Prove that The sum of two cubes (a3 +b3 ) factors into (a+b)(a2 -ab+b2). Need a little help guys.

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- May 18th 2009, 04:58 PMVonNemo19sum of cubes
Prove that The sum of two cubes (

*a*3 +*b*3 ) factors into (*a*+*b*)(*a*2 -*ab*+*b*2). Need a little help guys. - May 18th 2009, 05:07 PMSodapop
- May 18th 2009, 05:10 PMpickslides

*Can't you just expand $\displaystyle (a + b)(a^2 - ab + b^2)$ to prove this?*

- May 18th 2009, 05:22 PMpickslides
Could be a big task but maybe....

start with $\displaystyle a^3+b^3$ and take out $\displaystyle a+b$ as a factor from both terms.

$\displaystyle (a+b)\frac{a^3}{a+b}+(a+b)\frac{b^3}{a+b}$

$\displaystyle (a+b)\left(\frac{a^3}{a+b}+\frac{b^3}{a+b}\right)$

now divde and simplify the terms inside the taller brackets. - May 18th 2009, 05:29 PMVonNemo19
An just what should I divide each of those terms by, Mr. Soprano?(Wondering)

- May 18th 2009, 05:32 PMVonNemo19
I like the visual, Soda pop. Good lookin' out!

- May 18th 2009, 05:43 PMpickslides
- May 18th 2009, 05:51 PMVonNemo19
I don't quite understand. Doing that would change the value of the expression. And I don't understand your language either. The definition of $\displaystyle \Rightarrow$ is implies, or only if. Isn't that correct. If so, as I said before, I don't understand your implication.

- May 18th 2009, 05:55 PMSodapop
He said long division, you can check this link if you don't remember what it is: http://en.wikipedia.org/wiki/Long_division

- May 18th 2009, 06:41 PMpickslides
Long division will help you (maybe! its all trial and error with proofs) make the equation into a more friendly form.

- May 18th 2009, 06:55 PMVonNemo19
Do me a favor and just do it, man. Please. I tried the polynomial division and I didn't get very far. Anybody just do this. I'm trying to study right now and I know that I coukd eventually figure this out, but I shouuldn't have to. After all, this is MHF!

- May 18th 2009, 07:06 PMSodapop
As I already stated a few weeks ago to someone else, we are here to provide tips, hints and paths for you to solve and answer your own questions. We are not here to do the work for you, we can help you, yes, but you have to learn to do things on your own! Please don't consider this rude from me, as I am only refering to the forum rules.

*10) Do not beg for answers.*

Rest of the rules can be found here: http://www.mathhelpforum.com/math-he...php?do=cfrules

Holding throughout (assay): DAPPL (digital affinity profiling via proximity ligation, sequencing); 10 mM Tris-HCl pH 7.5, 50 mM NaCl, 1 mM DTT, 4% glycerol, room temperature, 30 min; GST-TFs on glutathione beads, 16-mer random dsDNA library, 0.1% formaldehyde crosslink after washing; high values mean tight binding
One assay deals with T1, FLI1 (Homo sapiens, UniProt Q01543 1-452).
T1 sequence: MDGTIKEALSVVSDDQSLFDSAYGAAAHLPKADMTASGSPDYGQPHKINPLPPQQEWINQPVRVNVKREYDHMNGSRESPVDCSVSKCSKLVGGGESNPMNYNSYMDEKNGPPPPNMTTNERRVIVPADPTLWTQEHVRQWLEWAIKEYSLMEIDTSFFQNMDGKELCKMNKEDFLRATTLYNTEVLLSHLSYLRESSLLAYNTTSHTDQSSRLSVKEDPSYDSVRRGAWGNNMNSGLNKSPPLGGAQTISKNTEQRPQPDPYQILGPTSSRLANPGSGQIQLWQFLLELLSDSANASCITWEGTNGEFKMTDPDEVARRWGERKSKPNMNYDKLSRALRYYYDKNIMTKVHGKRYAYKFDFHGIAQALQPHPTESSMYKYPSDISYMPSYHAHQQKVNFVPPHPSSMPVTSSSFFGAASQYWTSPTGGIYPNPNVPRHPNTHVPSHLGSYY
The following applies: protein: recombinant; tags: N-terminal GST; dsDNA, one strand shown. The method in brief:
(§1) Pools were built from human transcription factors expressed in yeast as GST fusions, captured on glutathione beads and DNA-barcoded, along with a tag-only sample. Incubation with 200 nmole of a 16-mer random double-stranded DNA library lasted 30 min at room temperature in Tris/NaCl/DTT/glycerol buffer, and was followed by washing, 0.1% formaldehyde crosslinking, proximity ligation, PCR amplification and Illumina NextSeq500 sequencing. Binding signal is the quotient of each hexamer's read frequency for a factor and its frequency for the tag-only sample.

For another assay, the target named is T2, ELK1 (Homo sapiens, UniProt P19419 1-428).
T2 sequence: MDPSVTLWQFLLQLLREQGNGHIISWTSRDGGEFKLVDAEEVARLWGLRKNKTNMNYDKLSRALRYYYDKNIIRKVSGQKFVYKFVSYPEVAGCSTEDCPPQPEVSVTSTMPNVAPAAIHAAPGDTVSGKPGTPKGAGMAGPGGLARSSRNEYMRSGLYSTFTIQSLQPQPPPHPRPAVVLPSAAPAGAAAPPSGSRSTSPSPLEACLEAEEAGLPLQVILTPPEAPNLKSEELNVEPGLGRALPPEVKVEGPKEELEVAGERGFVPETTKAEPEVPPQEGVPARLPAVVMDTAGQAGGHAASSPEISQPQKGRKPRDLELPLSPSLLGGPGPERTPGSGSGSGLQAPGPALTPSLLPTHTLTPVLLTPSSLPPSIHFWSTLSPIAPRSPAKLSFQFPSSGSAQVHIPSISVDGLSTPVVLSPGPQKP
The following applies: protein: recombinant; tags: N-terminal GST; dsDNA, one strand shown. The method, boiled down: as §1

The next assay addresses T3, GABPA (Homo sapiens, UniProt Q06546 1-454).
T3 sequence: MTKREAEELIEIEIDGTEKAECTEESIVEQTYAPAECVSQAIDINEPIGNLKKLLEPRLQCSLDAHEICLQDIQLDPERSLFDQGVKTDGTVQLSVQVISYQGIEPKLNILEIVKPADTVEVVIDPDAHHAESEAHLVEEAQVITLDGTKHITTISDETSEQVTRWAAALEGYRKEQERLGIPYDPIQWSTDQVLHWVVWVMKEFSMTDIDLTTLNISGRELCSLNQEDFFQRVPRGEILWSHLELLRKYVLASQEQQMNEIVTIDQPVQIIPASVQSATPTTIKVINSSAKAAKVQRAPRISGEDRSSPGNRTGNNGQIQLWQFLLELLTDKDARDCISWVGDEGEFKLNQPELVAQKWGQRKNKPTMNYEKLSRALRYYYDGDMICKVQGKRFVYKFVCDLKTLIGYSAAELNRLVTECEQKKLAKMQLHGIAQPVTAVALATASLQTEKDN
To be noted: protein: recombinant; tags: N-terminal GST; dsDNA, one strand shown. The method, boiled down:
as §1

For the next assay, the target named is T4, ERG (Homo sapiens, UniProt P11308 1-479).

Thanks for your understanding! - May 18th 2009, 07:31 PMVonNemo19
I don't really appreciate someone who has been here less time than I have questioning my motives as to why I need certain answers to given problems. I'll have you know that I taught myself everything that I know about math in prison, and I reached the level of calculus 2. Now, someone who has not experienced what it is like to have to trudge through each page of four different texts with no formal instruction would't understand how hard that is. Now that you know a little bit about me, I'll explain why I need the information I seek.

I'm studying evaluating limits algebraically right now (for the second time, but this time in college) and I ran accross the problem $\displaystyle \lim_{x\to{1}}\frac{x^3-1}{x-1}$. Now I no that the sum of cubes formula id the way to go here, but it occured to me that I don't know how to factor (from scratch) the sum of two cubes. Now this type of stuff bothers me Because I like to know why stuff works, not just how. Now, yes, I could go to wikipedia, do some research, or spend a while with a pencil and paper, but I have something better. MHF! So, if you don't want to help me, or give me the answers to the questions I ask, all you have to do is simply not reply to my thread. The question was stated clearly several times, and I kept recieving ambiguous (to say the least) replies. So, yes, by the fourth time I posted I was growing tired of all of this mystery. But I was not begging.

With all that said, I appreciate your patriotic sentiment towards MHF, and your natural instinct to uphold all of its rules, so for that, iI thank you. - May 18th 2009, 09:32 PMIsomorphism
As it was said before, the easiest way to

an identity is to multiply it out.*verify*

Do you know the distributive law?

$\displaystyle (a^2 - ab + b^2)(a+b) = (a^3 -a^2b + ab^2) + (a^2b - ab^2 + b^3)$

Cancel $\displaystyle ab^2$ and $\displaystyle a^2b$ to get $\displaystyle a^3 + b^3$ - May 18th 2009, 09:45 PMJameson
Now, now children, let's all play nice.

I'm just going to close this thread to avoid any more unneeded confrontation. Remember everyone that helping is a two way street. MHF does not exist to give out answers but those who need help should be given the right amount of info to work it out themselves. Let's all just focus on the common ground that we all want to pursue a higher knowledge of math.